Enhancing the Feel of Vegetable Oils with Silicone

Jul 2, 2008 | Contact Author | By: Anne-Lise Girboux and Emilie Courbon, Dow Corning S.A.
Contact the Author
Save
This item has been saved to your library.
View My Library
(click to close)
Save to My Library
Title: Enhancing the Feel of Vegetable Oils with Silicone
Borago officinalis seed oilx sensoryx siliconex surface tensionx triglyceridesx vegetable oilx
  • Article

As consumer interest in natural ingredients continues to grow, along with the demand for novel textures and product forms, the use of vegetable oils in personal care formulations is increasing. In fact, the consumption of natural oils in Europe is forecasted to grow at about 5% during the next five years. Although these natural ingredients offer distinct benefits including emolliency, gloss and lubricity, they also challenge formulators to provide easy application and pleasant aesthetics without a greasy or oily feel.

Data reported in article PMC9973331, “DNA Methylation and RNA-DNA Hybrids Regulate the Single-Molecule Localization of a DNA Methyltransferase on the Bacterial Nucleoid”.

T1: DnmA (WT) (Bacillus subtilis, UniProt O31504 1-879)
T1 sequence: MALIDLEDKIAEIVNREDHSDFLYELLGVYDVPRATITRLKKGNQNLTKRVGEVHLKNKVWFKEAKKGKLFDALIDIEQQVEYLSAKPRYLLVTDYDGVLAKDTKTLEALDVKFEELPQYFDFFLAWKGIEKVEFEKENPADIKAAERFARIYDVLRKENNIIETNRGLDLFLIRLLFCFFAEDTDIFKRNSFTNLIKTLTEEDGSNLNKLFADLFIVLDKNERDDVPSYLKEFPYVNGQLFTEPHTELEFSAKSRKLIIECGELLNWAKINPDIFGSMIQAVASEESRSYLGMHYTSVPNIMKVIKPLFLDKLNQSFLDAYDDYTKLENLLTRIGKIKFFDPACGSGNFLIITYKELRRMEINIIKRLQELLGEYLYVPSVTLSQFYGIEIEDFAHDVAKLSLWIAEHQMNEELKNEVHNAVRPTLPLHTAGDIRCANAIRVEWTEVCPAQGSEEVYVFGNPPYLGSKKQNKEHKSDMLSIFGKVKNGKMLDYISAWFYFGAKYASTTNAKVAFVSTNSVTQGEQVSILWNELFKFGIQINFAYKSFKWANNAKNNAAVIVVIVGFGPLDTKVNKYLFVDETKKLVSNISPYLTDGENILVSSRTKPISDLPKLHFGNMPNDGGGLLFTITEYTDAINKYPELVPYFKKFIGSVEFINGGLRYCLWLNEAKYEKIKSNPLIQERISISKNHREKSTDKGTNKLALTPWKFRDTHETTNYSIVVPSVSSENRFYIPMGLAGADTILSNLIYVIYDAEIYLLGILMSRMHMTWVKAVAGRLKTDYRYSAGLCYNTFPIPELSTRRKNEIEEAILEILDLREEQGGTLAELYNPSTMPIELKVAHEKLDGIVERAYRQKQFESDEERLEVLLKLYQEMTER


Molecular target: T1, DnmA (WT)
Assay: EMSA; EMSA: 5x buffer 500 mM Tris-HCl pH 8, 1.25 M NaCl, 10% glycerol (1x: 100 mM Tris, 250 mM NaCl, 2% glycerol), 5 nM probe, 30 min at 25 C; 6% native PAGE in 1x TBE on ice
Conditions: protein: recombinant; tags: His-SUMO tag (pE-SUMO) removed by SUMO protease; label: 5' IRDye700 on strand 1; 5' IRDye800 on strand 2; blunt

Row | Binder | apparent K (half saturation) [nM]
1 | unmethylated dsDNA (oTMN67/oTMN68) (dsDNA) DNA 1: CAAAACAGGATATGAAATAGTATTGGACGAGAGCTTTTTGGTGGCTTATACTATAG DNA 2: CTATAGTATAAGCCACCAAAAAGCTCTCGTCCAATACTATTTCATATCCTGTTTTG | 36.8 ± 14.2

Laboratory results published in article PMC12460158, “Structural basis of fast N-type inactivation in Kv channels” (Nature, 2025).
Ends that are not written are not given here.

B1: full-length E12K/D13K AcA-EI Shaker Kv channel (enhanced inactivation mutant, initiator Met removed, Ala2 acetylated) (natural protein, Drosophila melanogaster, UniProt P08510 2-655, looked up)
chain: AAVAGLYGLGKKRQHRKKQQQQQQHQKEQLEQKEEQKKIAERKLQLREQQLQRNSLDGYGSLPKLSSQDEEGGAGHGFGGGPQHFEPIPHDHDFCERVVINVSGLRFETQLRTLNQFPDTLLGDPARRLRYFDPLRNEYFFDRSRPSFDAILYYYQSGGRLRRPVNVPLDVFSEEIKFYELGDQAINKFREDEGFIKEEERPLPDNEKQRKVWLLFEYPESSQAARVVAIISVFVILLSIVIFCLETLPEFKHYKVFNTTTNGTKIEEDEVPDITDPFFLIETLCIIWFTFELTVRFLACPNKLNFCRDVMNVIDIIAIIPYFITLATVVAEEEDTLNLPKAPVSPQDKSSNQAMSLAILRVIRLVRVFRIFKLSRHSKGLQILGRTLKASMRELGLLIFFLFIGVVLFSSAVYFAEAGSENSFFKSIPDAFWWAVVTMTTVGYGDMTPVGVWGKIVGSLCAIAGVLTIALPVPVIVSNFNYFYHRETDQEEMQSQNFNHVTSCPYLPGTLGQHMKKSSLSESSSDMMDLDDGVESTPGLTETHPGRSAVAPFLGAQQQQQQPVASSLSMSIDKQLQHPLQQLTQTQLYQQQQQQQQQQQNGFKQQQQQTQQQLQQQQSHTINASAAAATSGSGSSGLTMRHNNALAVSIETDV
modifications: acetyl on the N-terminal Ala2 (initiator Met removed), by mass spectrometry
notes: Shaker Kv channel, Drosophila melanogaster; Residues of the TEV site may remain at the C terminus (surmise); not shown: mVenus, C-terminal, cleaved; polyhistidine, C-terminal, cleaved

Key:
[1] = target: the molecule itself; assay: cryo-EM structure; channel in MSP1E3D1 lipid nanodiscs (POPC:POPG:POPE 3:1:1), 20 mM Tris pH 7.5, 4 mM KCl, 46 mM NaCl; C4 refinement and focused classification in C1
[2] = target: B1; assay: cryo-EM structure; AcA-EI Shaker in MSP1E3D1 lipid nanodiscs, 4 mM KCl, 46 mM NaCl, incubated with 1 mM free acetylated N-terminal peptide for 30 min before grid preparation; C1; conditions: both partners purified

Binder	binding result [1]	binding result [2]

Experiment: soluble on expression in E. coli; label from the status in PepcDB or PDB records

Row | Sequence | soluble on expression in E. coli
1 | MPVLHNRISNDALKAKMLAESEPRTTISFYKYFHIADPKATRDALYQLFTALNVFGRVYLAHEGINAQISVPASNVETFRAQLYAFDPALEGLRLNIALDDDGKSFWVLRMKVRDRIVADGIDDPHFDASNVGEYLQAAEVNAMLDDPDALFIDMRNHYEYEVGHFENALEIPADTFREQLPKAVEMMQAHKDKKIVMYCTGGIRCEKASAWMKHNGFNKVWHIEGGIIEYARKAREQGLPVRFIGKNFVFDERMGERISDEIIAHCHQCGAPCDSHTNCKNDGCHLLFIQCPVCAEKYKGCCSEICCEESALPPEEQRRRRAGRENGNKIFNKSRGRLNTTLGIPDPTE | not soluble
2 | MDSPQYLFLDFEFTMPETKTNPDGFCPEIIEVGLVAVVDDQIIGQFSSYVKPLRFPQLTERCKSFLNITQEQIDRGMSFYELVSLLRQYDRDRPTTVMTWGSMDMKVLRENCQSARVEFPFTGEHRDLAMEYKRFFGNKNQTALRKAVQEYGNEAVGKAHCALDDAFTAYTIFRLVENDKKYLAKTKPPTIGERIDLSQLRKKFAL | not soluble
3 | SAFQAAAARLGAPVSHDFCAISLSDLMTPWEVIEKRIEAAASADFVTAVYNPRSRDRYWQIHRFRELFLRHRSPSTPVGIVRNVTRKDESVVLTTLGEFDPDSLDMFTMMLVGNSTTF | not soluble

Lipids and silicones can act as complementary ingredients in finished formulations. This article illustrates how silicones such as caprylyl methicone, phenyl trimethicone, cetyl dimethicone and cyclopentasiloxane can enhance the feel of natural lipids, allowing formulators greater flexibility to expand the use of natural ingredients in their products. Even at low use levels, silicones can decrease the surface tension of vegetable oils, improve their spreading characteristics and offer a wider range of sensory profiles.

Excerpt Only This is a shortened version or summary of the article that appeared in the July 1, 2008 issue of Cosmetics & Toiletries magazine. If you would like a copy of the complete article, please contact us at customerservice@cosmeticsandtoiletries.com.